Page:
Comment: Forget the savings. Germany must prepare plans for greater expenditure | Instant News

STANFORD, California: Armin Laschet’s victory in the election to lead the German Christian Democratic Union (CDU) puts him in the forefront of replacing Chancellor Angela Merkel later this year.

But leadership contests are more about differences in tone and style than substance. From a policy point of view, it makes no difference.

Currently minister-president of North Rhine-Westphalia, Germany’s most populous state, Laschet will maintain Merkel’s policy of keeping the eurozone together.

His competitor for the position, Friedrich Merz, would do the same, despite his more conservative temperament.

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Continuity will be the watchword of the post-Merkel period.


During Merkel’s 16 year tenure, holding the euro together has been a major political imperative for Germany.

The response to the COVID-19 pandemic has shown that the German leadership will do almost anything to prevent Italy from abandoning the single currency.

Not only did Germany agree to a € 750 billion (US $ 910 billion) EU recovery fund and joint debt issuance (via quasi-Eurobond); it may also agree to pursue additional fiscal stimulus, even if it should once again suspend the “black zero” rule on budget deficits.

European Council President Charles Michel addresses European parliamentarians in Brussels, Wednesday, January 20, 2021 (Photo: AP / Francisco Seco)

However, Italy and other southern eurozone economies will simply not be able to tolerate a further strengthening euro for a long time.

Germany abandoned austerity during the Merkel era but it was a kind of “back door austerity” for forgetting fiscal stimulus with a declining economy and a rising currency.

Something must now be given, and it is not euros. This will be Germany’s traditional opposition to fiscal stimulus.

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The euro has been under attack for years.

As a committed “currency fighter” and brutal protectionist, President Donald Trump wanted a weaker dollar, and the chairman of the US Federal Reserve, Jerome Powell, was very willing to accommodate his wishes in this regard.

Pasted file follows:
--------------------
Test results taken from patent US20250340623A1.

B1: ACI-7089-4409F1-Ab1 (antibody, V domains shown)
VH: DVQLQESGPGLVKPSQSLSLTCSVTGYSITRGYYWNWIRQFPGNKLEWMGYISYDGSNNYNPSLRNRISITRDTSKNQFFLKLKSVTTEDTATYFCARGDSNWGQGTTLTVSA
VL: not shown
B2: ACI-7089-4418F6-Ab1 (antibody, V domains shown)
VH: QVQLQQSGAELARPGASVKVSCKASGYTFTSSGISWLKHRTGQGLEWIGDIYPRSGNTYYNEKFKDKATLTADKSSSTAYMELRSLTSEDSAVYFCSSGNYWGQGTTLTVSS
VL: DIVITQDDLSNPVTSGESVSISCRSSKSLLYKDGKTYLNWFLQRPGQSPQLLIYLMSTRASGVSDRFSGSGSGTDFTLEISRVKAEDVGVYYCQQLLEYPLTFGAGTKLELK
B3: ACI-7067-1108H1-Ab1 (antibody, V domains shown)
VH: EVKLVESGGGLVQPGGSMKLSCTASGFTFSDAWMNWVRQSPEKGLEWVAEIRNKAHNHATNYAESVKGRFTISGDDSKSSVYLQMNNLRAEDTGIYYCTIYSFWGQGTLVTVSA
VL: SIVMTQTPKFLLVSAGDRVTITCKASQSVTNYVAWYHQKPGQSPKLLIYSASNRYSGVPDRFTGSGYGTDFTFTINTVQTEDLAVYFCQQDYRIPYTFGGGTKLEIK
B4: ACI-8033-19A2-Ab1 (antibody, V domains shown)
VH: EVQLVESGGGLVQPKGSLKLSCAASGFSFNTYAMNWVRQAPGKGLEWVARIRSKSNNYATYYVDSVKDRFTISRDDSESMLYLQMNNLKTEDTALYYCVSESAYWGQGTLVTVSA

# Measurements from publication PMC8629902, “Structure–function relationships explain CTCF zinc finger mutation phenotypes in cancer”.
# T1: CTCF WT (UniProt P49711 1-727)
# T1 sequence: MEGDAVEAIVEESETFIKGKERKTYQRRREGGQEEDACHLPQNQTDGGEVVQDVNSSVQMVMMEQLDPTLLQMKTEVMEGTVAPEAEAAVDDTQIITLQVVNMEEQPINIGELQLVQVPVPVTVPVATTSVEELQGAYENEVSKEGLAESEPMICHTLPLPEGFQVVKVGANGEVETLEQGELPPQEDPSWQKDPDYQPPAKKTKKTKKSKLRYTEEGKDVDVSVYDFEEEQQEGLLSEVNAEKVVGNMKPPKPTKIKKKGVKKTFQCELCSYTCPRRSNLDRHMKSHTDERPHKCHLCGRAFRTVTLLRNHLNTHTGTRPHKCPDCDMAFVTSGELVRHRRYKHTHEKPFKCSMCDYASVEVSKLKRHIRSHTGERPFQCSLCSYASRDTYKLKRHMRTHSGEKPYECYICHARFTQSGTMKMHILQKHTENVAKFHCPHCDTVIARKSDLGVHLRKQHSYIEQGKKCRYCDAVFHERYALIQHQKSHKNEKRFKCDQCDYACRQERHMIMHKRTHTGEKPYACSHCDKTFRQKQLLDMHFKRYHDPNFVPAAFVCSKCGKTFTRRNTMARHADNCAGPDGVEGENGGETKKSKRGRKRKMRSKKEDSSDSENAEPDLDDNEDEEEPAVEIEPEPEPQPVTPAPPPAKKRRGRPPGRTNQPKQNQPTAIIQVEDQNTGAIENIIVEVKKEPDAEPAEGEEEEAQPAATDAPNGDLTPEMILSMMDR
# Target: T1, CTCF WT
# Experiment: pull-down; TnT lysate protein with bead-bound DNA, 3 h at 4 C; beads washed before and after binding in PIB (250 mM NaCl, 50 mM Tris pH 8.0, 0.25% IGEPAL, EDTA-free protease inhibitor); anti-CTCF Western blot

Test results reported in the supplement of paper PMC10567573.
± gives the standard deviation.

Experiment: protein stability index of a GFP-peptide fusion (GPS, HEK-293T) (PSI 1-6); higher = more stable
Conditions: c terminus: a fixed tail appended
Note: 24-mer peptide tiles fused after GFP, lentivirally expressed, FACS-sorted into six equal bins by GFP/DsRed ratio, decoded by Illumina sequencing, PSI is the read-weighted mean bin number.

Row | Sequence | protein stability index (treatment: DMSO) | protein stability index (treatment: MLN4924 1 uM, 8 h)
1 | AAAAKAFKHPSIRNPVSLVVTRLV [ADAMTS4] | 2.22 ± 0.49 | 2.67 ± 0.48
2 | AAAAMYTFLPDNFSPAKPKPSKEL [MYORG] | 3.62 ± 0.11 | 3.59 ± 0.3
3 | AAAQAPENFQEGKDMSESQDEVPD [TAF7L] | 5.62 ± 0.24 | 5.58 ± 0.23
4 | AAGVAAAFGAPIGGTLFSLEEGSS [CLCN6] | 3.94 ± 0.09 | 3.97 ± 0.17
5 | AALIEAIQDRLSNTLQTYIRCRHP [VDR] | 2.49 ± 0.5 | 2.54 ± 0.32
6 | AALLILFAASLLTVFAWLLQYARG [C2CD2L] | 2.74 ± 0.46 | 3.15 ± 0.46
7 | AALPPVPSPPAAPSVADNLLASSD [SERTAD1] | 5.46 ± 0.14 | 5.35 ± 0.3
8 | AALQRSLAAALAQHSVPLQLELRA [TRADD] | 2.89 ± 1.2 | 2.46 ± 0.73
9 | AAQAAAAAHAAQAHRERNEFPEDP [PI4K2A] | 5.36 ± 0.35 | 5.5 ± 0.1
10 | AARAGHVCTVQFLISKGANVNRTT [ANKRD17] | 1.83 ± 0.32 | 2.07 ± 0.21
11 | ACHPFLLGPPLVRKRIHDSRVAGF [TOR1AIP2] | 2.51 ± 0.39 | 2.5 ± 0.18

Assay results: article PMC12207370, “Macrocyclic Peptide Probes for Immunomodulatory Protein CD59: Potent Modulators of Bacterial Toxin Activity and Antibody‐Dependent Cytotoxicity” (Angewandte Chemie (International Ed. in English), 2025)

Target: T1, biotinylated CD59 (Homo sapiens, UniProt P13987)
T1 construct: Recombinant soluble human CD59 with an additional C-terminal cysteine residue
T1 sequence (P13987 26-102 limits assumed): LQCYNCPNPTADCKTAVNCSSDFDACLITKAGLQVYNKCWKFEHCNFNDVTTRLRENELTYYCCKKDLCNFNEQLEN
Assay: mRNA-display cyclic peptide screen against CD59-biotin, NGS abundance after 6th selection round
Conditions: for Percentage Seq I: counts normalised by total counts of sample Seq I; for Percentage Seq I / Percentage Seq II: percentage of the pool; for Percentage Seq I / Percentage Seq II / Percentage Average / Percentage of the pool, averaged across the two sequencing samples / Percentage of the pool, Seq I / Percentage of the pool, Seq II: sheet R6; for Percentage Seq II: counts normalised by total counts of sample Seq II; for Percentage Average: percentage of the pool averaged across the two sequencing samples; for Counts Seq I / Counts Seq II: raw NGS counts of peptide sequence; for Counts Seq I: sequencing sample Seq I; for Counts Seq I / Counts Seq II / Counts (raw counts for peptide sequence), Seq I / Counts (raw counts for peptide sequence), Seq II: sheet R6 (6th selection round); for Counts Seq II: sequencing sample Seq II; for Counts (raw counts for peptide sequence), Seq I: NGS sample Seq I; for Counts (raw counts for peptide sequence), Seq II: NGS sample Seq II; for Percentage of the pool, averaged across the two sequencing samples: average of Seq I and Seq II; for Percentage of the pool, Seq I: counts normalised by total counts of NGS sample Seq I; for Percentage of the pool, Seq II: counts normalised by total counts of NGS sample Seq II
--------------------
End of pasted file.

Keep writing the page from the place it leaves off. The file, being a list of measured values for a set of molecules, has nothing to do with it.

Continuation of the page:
President Joe Biden’s administration will encourage more fiscal expansion.

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If this policy encourages an increase in interest rates from the Fed, it will strengthen the greenback against the euro.

Powell, however, has made it clear that “now is not the time” to raise tariffs. And Wall Street has bet that the dollar will continue to decline throughout 2021, and perhaps for longer.

Moreover, after Britain’s post-Brexit dream of securing a special trade deal with the Trump administration has been exposed as nonsense, the UK will also pursue a weak currency policy.

As if the rising costs of the emergence of a more contagious strain of COVID-19 weren’t severe enough, a recent study from the London School of Economics predicts that UK exports to the EU will fall by more than a third under the terms of Prime Minister Boris Johnson’s “hard Brexit” Deal.

British Prime Minister Boris Johnson leaves Downing Street in London

British Prime Minister Boris Johnson leaves Downing Street in London, England on January 20, 2021 (Photo: REUTERS / Henry Nicholls)


Finally, buying euros has become an ideal bet for currency speculators.

With its refusal to lower the discount rate, the European Central Bank has sent a clear signal that the euro foreign exchange rate is of secondary importance to the health of European banks, which oppose rate cuts.

Likewise, by refusing to take steps to ease the upward pressure imposed by speculators, the ECB has made the euro a “patsy currency” that is easy to push.

Due to these factors, life has become increasingly difficult for European exporters. They are the ones who bear the economic burden due to bank subsidies.

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ECB officials argue that subsidies should be maintained, as banks account for 85 percent of European financial intermediaries (compared to 50 percent in the United States).

But the tradeoffs that have pushed the euro higher are unsustainable. Clearly, Europe must find a way to subsidize its banking sector without destroying its exports.


Germany’s fiscal stimulus, by removing “back door austerity,” will act as a tonic for southern eurozone exports to northern member states.

It will also help to restructure trade relations within the eurozone as a whole, which will make EU exports less dependent on the relative strength of the euro.

This would boost economic growth and support the bloc’s political cohesion, as internalizing European trade would make the euro exchange rate much less contentious between north and south than it is now.

Italy and other southern countries can escape a stronger euro influence by selling more goods to Germany and other northern countries. In this way, the fiscal stimulus will offer effective answers to present and future “currency fighters”.


Laschet’s election as CDU leader does not increase or decrease the opportunities for German fiscal stimulus. Much will depend on whether another crisis poses a sufficient threat to Italy and other southern member states.

Given the already weak economies of these countries, the continuously rising euro is the factor most likely to make them rush out.

And the ECB’s haughty treatment of the euro implies that such a scenario could materialize sooner than many thought.

To prevent this, German policymakers must have a fiscal stimulus plan ready and waiting.

Melvyn Krauss is Professor Emeritus of Economics at New York University.


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